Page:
Paddocks, bound by fences and windrows and access roads provide excellent piercing points to document amounts and style of slip. GNS Science has put technological advances to great use to collect surface rupture data. They have flown airbased LIDAR, INSAAR and high-resolution photography. In addition, they have conducted real-time kinematic GPS (RTK) surveys of the entire 22 km rupture. They are now mapping selected portions of the fault using a high-resolution ground-based LIDAR laser scanner, combined with digital imagery and GPS location. This will likely prove to be one of the best imaged surface ruptures in the world, to date.
Our first day was spent walking about 2 km of the rupture in the vicinity of Kivers and Highland Roads near the town of Burnham. The surface trace of the rupture is unlike any I’ve seen before. It is not a simple single straight surface rupture but, instead, a series of en echelon steps and bends comprised of a zone of faults and fractures of many orientations withiin a zone that ranges in width from 10 m to > 50 m wide. Nearly everywhere we observed the rupture yesterday, the ground surface was mounded about 1 to 1.5 m high. This linear mound contained the zone of faults. Individual faults typically have only a few cm of motion but cumulatively make upwards of 4 m of lateral slip.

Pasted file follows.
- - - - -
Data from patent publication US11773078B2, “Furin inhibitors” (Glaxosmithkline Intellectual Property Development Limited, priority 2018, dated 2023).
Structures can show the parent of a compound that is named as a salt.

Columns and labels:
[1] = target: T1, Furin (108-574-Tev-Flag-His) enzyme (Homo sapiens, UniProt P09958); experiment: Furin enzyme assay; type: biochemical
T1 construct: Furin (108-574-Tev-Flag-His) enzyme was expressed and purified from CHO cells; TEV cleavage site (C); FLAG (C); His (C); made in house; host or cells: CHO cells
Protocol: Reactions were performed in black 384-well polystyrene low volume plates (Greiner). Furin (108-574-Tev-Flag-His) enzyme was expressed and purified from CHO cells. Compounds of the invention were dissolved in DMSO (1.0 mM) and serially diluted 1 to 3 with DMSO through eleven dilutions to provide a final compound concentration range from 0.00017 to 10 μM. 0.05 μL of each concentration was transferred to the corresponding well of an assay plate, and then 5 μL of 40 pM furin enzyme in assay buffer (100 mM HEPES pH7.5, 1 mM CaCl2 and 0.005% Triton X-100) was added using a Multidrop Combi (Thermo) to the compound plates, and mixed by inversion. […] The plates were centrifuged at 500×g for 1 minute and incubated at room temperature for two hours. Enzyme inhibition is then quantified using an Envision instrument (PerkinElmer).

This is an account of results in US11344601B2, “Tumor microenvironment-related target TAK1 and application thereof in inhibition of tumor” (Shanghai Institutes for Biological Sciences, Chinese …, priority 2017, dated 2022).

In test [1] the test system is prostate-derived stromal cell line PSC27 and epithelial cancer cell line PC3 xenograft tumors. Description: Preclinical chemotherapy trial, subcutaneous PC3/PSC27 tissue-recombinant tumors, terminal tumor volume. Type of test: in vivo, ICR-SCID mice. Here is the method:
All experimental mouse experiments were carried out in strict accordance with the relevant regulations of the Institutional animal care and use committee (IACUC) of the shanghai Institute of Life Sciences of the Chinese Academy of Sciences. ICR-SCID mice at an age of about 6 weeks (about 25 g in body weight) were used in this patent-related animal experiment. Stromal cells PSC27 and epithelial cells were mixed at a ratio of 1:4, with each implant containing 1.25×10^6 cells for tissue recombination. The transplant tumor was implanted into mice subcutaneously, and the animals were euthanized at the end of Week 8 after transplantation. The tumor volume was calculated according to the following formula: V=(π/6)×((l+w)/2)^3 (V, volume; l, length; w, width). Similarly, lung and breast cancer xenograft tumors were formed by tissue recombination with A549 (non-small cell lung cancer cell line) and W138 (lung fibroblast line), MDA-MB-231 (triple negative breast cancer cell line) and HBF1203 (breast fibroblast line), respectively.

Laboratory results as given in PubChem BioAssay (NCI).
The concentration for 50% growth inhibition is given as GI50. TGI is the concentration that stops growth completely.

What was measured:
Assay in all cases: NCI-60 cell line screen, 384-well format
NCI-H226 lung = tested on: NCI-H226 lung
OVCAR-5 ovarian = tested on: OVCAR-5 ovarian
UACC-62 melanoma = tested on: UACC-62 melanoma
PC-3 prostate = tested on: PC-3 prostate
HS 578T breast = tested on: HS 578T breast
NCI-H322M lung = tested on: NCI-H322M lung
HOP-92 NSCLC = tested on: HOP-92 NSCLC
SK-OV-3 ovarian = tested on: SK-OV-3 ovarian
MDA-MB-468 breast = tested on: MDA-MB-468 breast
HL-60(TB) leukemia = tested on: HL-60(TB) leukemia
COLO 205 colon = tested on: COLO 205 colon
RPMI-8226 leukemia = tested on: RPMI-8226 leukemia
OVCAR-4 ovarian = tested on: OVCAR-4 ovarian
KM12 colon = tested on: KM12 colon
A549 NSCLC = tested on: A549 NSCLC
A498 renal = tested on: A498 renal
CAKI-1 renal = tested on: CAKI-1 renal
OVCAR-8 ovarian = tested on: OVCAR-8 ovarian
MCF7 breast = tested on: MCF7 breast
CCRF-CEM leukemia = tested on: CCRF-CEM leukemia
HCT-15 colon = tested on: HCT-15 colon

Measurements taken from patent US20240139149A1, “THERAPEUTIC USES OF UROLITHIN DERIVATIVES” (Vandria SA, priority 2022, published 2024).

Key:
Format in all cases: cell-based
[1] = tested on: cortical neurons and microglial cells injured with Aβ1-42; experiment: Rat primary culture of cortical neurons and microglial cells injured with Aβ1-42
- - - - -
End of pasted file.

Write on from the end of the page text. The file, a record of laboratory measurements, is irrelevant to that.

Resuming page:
As it was a Sunday, many folks from around the area were out to look at the rupture. Therefore, we also spent time talking to them about the earthquake, how we go about studying the faults, both before and after an event, and, very importantly, their observations of the earthquake.
There have been an impressive set of aftershocks to go with this event, including 3 ~M4 events two nights ago and 3 felt events yesterday. This earthquake is not letting folks forget about it.
At the end of the day we shut down the LIDAR scanner just as the sun was going down.
We are returning to the site today where Paul and I are going to use the RTK system to map some of the detailed fine-grained faulting to supplement the GNS data.
Chile Earthquake - Tsunami Reconnaissance Day 11 & 12
Posted on April 06 2010
Saturday and Sunday, April 3 & 4